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Court of Appeals of Texas,Fort Worth.

The STATE of Texas, State, v. Timothy Paul DUKE, Appellee.

No. 2-99-167-CR.

Decided: October 11, 2001

EN BANC and H. TOD WEAVER, J. (Retired, Sitting by Assignment) and DAVID L. RICHARDS, J. (Sitting by Assignment). Bruce Isaacks, Criminal District Attorney;  Kathleen Walsh, Paul Johnson, and Rick Daniel, Assistant District Attorneys, Denton, for Appellant. Morris & Morris, L.L.P. and S. Rafe Foreman, Flower Mound, for Appellee.


We withdraw our opinion and judgment dated July 13, 2000, and substitute the following.   The State appeals the trial court's order setting aside a felony indictment against appellee Timothy Paul Duke.   We will reverse the trial court's order.

The procedural history of the issue presented in this appeal is somewhat complex.   Appellee was charged by indictment with the offense of driving while intoxicated (DWI).   Two prior felony DWI convictions were alleged:  Denton County case numbers F-91-118-E and F-95-410-E (the Denton cases).   In addition, the indictment contained an enhancement paragraph alleging a prior final felony conviction in McLennan County (the McLennan case) for the offense of possession of a controlled substance.   Appellee filed a motion to set aside the indictment on grounds that these three prior convictions were infirm because they had been improperly enhanced by two prior Dallas County DWI convictions:  case numbers MB8541064-A and MB8529090-A (the Dallas cases).   Appellee's position was that the convictions in the Dallas cases were nonfinal and should not have been used to enhance the subsequent Denton and McLennan cases.   From that premise, appellee argued that the enhancement paragraphs in the instant case should be set aside as void because the Denton and McLennan cases relied on the void Dallas cases.   Put another way, appellee contended, under a domino-like theory of “voidness,” that proof that the Dallas cases were nonfinal rendered those cases unavailable for enhancement, making the subsequent Denton and McLennan cases that relied on them void, and, in turn, rendering the enhancement allegations in the instant indictment void and subject to collateral attack.   The trial court granted appellee's motion to set aside the indictment.   This appeal followed.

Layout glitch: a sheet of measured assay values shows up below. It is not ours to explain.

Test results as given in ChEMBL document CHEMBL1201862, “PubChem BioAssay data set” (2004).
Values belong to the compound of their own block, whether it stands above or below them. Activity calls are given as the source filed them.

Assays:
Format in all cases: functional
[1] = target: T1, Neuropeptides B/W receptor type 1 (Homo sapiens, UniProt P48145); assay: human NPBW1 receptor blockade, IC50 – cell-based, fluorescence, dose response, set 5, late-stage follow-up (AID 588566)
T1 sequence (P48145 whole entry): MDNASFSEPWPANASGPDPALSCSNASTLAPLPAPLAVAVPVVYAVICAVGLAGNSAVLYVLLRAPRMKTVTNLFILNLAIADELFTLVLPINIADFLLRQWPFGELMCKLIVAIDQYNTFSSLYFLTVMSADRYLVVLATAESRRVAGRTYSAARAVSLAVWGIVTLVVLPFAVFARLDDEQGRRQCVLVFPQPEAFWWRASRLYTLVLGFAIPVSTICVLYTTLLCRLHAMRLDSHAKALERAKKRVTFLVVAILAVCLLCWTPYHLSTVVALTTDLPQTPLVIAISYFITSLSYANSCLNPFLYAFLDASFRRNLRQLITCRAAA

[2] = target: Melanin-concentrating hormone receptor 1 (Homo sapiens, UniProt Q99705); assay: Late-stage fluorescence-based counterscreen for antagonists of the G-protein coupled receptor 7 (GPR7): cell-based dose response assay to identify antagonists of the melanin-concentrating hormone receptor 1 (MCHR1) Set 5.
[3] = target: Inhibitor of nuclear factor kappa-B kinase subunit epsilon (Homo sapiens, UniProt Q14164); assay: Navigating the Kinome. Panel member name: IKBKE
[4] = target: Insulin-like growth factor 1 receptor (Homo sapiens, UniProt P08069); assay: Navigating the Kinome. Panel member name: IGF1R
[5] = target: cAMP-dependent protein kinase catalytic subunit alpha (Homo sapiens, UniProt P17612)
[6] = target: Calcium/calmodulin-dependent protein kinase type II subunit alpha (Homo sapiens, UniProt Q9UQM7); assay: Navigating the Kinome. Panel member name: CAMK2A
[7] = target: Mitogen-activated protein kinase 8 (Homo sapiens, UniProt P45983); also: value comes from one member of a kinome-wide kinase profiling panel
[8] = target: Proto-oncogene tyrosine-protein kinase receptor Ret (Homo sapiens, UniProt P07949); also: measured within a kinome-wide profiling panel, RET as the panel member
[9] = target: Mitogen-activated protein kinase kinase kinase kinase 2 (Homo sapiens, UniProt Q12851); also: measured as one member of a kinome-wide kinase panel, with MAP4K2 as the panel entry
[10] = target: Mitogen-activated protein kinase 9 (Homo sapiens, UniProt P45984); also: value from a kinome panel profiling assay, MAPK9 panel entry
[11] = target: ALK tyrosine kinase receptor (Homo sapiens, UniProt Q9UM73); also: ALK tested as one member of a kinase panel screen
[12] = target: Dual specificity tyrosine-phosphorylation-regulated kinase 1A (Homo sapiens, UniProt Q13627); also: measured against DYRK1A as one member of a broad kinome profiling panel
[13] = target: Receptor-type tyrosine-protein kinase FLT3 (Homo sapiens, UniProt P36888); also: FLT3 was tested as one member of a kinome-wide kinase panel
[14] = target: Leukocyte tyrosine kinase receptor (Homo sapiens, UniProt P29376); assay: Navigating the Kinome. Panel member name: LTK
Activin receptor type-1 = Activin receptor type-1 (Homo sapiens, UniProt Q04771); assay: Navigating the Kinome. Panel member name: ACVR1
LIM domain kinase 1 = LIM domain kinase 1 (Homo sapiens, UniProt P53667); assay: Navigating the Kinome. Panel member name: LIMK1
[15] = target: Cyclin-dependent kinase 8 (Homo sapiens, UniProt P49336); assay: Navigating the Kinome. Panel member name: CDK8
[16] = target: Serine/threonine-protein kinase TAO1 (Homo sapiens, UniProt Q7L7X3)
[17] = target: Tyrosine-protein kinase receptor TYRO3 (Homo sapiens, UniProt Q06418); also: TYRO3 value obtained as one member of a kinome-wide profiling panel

We begin by addressing appellee's argument that the State has no right to appeal the district court's order setting aside the felony charge because the State could still proceed on a misdemeanor charge.   The critical factor in determining the State's right to appeal in this case is whether the trial court's order effectively dismissed a portion of the indictment.   See Tex.Code Crim. Proc. Ann. art. 44.01(a)(1) (Vernon Supp.2001).   Prior convictions are essential elements of a felony DWI under penal code section 49.09(b), and must be pleaded and proven at the guilt-innocence phase to support a felony conviction.   Tex. Penal Code Ann. § 49.09(b) (Vernon Supp.2001).   The prior convictions define the offense and are jurisdictional allegations under penal code section 49.09(b) and code of criminal procedure article 36.01(a)(1).  Id.;  Tex.Code Crim. Proc. Ann. art. 36.01(a)(1) (Vernon Supp.2001).   Based on the foregoing, the trial court's order effectively dismissed the felony portion of the indictment and reduced the State's case to a misdemeanor prosecution under penal code section 49.04(b).   Tex. Penal Code Ann. § 49.04(b) (Vernon Supp.2001).   We therefore hold that the trial court's order dismissed a portion of the indictment and is appealable by the State pursuant to article 44.01(a)(1).   Tex.Code Crim. Proc. Ann. art. 44.01(a)(1);  see also State v. Mewbourn, 993 S.W.2d 771, 772 (Tex.App.-Tyler 1999, no pet.) (rejecting defendant's contention under similar facts that the State had no right to appeal).